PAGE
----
A screaming girl directly across the way wouldn’t let up, yesterday early afternoon in continual fits and starts rising and falling. Then in the morning renewed again. There was no end to it over more than two hours; child kept on without wearying herself. A four storey $3-4m corner house where some weeks ago a gathering in the front courtyard showed traditional conservative Malay, or Indian-Malay. Neighbours on the other side and across the street must have heard. Was it up to an outsider to go over to investigate? The girl was not being beaten; the screeching unvaried, all in steady, even rhythm on and on. There was no-one tormenting the child; but then neither was anyone pacifying. Six or seven year old perhaps; unlikely younger or much older. Had it been some kind of abuse the prolongation was unlikely so long; the uniformity suggested otherwise. Somewhere in the front part of the house she kept, unmoving and trapped in her misery. The windows on the north side of the house gave directly onto the street, some fifteen metres away on the other side of a narrow lane separating. How could there be no help for the young girl and no end to her trouble? Going out for the morning teh cars and motor-cycles parked in front. An odd white cloth the size of a tea-towel was hanging from a stick tied to the lamp-post. Beyond and only visible on the turn amongst the other vehicles, the polished black van with raised hatch and gold lettering like a purring beast set to devour its prey.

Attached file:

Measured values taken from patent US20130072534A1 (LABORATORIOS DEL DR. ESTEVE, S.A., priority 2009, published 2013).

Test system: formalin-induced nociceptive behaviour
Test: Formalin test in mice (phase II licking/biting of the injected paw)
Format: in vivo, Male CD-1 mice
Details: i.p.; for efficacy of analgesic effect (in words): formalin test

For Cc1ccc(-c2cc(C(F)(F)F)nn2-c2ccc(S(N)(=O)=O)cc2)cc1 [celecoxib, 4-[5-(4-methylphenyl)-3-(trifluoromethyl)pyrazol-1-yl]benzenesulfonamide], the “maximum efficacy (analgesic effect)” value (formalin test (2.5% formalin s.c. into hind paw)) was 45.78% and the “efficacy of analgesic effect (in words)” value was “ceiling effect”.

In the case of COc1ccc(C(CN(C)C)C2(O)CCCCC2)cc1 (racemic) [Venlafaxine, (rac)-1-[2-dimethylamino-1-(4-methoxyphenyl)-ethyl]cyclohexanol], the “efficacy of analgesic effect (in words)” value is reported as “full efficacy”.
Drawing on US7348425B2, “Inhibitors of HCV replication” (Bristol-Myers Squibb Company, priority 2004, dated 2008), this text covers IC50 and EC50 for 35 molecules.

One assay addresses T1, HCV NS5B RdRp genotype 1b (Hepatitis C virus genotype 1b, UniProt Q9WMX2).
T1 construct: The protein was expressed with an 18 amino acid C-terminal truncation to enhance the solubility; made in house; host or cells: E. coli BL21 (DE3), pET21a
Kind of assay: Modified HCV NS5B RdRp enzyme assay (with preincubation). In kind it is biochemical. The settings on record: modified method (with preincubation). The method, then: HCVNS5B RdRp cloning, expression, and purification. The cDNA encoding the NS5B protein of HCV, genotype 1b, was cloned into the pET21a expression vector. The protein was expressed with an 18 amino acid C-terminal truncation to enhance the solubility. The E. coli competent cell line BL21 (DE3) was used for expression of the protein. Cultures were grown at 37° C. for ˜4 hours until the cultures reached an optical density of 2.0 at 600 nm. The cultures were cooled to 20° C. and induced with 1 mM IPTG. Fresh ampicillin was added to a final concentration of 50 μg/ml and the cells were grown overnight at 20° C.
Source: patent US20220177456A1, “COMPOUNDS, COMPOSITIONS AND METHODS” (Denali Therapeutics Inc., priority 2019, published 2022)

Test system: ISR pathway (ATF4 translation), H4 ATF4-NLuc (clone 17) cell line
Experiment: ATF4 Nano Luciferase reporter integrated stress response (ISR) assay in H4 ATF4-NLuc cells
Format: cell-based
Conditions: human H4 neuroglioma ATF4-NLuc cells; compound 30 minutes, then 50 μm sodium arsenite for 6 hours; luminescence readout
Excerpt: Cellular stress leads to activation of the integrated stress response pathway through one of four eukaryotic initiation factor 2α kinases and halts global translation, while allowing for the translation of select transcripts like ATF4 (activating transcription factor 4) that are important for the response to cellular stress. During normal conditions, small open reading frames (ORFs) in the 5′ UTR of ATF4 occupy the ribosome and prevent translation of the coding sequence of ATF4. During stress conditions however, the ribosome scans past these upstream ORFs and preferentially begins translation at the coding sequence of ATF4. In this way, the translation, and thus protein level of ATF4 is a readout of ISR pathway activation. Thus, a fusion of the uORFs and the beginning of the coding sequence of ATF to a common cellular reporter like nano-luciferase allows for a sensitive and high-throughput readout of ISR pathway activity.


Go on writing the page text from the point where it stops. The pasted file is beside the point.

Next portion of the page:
Australian by birth and Montenegrin origin, Pavle Radonic has spent eight years living in SE Asia. Previous work has appeared in a range of literary journals, including Ambit, Big Bridge, Orca, New World Writing Quarterly and Citron & Antigonish Reviews. Panoply carried an earlier piece of Pavle’s May, 2020.